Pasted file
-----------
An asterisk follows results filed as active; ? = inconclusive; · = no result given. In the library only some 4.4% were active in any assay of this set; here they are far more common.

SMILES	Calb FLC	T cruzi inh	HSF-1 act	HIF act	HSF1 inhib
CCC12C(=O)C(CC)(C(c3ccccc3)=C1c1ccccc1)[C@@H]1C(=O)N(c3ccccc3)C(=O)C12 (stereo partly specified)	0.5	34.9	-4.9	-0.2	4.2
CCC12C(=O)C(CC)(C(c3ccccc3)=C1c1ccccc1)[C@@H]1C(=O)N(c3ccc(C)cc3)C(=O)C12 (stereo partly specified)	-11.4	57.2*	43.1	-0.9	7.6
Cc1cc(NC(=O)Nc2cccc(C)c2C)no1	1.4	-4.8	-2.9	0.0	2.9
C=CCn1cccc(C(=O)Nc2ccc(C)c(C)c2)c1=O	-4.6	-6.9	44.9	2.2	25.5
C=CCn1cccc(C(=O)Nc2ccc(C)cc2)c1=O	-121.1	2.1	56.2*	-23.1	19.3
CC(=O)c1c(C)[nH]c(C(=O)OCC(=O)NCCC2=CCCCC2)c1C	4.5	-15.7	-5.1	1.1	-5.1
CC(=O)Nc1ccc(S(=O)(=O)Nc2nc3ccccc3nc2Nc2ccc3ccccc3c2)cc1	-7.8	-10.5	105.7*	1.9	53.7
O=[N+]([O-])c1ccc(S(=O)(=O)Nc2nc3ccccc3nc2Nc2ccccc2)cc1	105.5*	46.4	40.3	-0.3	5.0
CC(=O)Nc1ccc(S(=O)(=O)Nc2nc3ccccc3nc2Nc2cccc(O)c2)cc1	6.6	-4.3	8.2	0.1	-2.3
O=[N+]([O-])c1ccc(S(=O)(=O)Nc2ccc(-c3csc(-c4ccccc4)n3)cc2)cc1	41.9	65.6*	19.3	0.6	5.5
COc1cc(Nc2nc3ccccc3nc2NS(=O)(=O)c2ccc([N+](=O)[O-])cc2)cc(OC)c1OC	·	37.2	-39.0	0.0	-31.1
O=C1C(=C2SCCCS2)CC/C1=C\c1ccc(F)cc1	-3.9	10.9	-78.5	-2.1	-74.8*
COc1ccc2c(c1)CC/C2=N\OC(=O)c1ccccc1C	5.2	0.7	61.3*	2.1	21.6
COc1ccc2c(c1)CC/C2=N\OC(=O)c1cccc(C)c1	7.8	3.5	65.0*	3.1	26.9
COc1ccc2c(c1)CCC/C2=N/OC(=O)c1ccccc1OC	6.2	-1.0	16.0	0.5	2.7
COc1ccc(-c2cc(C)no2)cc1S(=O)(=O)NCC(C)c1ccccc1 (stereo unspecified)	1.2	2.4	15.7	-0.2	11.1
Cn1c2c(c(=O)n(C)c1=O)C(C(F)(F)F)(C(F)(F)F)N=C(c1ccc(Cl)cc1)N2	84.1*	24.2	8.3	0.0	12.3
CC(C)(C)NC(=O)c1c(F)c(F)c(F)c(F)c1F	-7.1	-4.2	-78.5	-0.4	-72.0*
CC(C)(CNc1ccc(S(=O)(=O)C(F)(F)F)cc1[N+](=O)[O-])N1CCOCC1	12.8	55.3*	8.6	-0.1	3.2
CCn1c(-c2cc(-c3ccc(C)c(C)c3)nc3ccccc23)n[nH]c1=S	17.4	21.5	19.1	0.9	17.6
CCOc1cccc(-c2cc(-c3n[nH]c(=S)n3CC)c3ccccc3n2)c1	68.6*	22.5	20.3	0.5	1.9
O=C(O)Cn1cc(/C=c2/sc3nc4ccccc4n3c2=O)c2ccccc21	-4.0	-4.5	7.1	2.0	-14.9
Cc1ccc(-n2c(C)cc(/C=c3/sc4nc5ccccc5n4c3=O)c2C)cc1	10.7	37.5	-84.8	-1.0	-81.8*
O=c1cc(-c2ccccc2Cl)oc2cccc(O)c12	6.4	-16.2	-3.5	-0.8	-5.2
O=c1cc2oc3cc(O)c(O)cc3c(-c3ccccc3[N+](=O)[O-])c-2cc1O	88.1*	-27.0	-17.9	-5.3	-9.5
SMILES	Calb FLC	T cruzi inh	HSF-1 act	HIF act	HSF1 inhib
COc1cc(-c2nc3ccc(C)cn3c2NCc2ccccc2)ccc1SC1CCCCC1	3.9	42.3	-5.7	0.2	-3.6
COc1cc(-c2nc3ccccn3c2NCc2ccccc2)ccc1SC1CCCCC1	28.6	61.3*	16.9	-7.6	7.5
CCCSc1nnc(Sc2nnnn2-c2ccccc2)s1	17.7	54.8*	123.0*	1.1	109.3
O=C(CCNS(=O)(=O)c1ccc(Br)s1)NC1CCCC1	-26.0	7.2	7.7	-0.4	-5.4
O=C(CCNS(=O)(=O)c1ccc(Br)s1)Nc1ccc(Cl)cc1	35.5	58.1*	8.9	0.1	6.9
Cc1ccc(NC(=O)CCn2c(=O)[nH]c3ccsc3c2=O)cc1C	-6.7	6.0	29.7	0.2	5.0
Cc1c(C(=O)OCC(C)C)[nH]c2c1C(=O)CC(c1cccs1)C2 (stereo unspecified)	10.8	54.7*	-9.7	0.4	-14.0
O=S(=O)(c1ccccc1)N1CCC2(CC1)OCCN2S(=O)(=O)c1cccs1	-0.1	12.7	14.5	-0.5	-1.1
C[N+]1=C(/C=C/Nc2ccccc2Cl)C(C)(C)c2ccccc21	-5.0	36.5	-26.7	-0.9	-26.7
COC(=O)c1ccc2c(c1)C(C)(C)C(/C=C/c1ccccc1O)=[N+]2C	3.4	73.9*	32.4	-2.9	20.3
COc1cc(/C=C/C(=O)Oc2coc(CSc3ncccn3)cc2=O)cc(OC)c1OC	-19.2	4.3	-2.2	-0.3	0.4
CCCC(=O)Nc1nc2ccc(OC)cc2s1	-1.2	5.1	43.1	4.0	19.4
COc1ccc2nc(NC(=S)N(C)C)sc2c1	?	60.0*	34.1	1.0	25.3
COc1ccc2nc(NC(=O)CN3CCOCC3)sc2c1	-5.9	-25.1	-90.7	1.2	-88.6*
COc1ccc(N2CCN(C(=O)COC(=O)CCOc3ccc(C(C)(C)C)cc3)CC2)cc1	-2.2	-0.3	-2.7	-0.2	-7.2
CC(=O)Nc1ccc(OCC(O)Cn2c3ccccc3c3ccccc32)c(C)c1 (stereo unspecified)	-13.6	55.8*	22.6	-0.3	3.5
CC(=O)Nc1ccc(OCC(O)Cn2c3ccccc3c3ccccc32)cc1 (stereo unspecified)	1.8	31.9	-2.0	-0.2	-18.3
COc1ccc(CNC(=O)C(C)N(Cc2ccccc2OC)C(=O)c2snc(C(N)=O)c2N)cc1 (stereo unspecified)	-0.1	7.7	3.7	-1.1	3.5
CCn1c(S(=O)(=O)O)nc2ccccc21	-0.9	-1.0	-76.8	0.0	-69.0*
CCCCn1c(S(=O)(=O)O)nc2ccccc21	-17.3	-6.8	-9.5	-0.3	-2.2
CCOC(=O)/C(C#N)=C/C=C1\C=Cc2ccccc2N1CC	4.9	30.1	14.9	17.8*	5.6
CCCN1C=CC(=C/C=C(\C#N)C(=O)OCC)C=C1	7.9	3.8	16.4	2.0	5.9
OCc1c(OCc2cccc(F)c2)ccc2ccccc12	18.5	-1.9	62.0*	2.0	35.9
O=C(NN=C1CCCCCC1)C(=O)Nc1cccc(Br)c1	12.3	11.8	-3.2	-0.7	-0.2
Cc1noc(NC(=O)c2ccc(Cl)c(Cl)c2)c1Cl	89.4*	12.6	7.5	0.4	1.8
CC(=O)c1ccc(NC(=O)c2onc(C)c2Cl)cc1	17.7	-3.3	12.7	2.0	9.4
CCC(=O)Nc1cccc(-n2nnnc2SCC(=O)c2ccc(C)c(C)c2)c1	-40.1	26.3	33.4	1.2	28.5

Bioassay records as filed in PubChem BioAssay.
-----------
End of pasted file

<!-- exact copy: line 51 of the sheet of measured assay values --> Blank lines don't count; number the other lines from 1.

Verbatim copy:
OCc1c(OCc2cccc(F)c2)ccc2ccccc12	18.5	-1.9	62.0*	2.0	35.9